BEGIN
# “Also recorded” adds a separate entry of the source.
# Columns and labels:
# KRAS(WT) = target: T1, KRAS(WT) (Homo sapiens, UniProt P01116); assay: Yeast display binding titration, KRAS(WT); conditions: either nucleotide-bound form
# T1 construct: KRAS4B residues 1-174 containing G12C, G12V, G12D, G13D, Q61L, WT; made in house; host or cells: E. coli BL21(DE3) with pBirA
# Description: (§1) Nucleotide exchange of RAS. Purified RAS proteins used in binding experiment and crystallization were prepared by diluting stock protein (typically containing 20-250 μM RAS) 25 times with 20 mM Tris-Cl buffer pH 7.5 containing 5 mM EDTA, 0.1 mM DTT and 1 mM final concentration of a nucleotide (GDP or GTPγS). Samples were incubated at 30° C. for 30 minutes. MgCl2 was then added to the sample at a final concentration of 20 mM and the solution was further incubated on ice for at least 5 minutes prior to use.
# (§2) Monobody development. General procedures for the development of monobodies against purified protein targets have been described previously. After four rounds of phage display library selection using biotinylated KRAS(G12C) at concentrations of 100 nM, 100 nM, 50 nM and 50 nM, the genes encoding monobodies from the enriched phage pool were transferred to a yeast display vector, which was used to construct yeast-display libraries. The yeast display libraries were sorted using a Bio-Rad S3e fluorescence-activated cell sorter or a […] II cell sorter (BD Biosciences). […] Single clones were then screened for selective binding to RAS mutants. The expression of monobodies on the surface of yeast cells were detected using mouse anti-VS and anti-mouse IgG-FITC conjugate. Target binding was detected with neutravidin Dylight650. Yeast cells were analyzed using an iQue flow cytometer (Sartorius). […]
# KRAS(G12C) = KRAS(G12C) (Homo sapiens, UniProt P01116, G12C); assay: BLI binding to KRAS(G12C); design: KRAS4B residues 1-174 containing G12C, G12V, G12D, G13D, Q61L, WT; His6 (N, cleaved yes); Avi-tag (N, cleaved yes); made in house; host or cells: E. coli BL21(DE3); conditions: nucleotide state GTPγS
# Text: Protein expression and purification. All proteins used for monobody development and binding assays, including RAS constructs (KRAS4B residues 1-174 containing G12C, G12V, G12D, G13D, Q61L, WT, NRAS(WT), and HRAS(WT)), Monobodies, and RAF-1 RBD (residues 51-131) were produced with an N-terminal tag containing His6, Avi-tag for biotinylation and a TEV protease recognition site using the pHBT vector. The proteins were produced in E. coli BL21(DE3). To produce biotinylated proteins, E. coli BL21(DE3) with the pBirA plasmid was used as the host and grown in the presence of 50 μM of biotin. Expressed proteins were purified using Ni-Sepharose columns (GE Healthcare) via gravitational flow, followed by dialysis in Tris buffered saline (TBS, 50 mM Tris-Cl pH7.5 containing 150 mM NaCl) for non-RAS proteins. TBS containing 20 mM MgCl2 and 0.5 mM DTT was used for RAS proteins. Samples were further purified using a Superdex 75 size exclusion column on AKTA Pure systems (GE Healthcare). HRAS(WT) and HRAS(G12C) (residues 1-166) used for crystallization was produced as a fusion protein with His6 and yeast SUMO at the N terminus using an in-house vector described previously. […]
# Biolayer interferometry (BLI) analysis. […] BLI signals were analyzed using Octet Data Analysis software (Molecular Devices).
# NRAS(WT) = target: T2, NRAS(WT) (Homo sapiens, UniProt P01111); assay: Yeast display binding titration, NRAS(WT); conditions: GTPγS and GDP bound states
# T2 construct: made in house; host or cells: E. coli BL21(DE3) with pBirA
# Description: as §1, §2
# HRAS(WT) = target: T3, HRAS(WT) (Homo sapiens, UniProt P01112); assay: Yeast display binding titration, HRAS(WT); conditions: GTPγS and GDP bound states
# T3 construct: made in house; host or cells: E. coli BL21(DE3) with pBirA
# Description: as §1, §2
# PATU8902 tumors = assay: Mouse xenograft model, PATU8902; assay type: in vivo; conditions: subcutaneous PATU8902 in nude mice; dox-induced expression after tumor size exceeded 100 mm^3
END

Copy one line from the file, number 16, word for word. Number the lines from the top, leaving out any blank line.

# PATU8902 tumors = assay: Mouse xenograft model, PATU8902; assay type: in vivo; conditions: subcutaneous PATU8902 in nude mice; dox-induced expression after tumor size exceeded 100 mm^3